Cover image for Spying : the modern world of espionage
Title:
Spying : the modern world of espionage
Author:
Fridell, Ron.
Personal Author:
Publication Information:
Brookfield, Conn. : Twenty-first Century Books, [2002]

©2002
Physical Description:
143 pages : illustrations ; 24 cm
Summary:
Examines the types of intelligence gathered by the CIA, the FBI, and the NSA, the technological and human resources used to gather such data, and the future of these three organizations.
Language:
English
ISBN:
9780761316626
Format :
Book

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Library
Call Number
Material Type
Home Location
Status
Central Library JK468.I6 F75 2002 Adult Non-Fiction Non-Fiction Area
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Summary

Summary

Examines the types of intelligence gathered by the CIA, the FBI, and the NSA, the technological and human resources used to gather such data, and the future of these three organizations.


Reviews 1

School Library Journal Review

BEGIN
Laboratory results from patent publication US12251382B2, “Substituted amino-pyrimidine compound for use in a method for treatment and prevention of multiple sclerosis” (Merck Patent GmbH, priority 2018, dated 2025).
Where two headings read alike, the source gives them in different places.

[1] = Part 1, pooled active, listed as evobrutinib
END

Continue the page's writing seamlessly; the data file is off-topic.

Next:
Gr 7 Up-Spy-game buffs will enjoy learning the basics of real-life espionage from this well-researched, up-to-date treatment. "Comint" and "Imint" technologies are defined and briefly explained, with a bit of political context provided. Although his tone clearly favors U.S. interests over those of other countries, Fridell objectively presents the failures of intelligence as well as successes, along with news of developments like "robofly" (an extremely small intelligence-gathering robot aircraft). He also covers industrial espionage and does an especially good job of showing how it affects national security as countries that are usually thought of as allies come under suspicion. He concludes that espionage can contribute to world peace, as opposing superpowers can learn one another's real capabilities, reducing the chances of misunderstandings that could lead to war. He also acknowledges the uneasy relationship between secret agencies and the citizens of an open society, and the complications and difficulties posed by drug trafficking and international organized crime. Fridell's accessible style is concise and he does not oversimplify complex situations. The illustrations are mostly black-and-white photographs that are well captioned and keyed to the text. About half are explanatory, and half are illustrative. This book is a good update or replacement for such standards as Michael Kronenwetter's Covert Action (Watts, 1991; o.p.), Gary McCuen's Secret Democracy (GEM, 1990), and Jules Archer's Superspies (Delacorte, 1977).-Jonathan Betz-Zall, City University Library, Everett, WA (c) Copyright 2010. Library Journals LLC, a wholly owned subsidiary of Media Source, Inc. No redistribution permitted.


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